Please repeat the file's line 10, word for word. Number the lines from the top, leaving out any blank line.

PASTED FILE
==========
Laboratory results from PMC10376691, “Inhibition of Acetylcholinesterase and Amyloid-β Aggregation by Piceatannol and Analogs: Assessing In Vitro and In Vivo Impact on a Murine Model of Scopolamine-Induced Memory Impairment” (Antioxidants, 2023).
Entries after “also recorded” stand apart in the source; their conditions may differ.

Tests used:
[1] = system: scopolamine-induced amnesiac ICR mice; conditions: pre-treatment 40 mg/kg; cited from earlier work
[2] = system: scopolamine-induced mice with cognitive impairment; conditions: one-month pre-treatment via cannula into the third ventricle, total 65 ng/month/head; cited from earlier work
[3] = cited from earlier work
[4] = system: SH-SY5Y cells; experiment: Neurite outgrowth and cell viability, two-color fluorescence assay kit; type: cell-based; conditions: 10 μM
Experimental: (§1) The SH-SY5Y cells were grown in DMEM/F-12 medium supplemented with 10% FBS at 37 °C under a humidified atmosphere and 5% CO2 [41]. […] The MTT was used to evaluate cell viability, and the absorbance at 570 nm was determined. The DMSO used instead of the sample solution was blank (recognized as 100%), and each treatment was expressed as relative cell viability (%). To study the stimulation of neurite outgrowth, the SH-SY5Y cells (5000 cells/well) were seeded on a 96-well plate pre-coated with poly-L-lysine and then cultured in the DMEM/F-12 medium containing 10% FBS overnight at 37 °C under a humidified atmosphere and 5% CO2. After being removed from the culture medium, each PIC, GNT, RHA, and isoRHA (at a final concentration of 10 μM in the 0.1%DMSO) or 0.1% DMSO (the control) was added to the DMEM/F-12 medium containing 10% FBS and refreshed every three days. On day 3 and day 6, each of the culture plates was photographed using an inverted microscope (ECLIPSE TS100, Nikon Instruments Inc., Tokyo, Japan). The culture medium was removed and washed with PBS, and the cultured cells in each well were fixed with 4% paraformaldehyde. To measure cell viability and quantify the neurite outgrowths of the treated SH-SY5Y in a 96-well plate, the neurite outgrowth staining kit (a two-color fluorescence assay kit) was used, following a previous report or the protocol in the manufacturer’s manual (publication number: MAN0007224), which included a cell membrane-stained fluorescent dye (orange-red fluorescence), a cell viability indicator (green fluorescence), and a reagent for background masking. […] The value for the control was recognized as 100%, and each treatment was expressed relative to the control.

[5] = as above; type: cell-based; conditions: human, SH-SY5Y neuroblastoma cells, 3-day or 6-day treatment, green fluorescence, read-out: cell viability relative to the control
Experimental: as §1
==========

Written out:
Experimental: as §1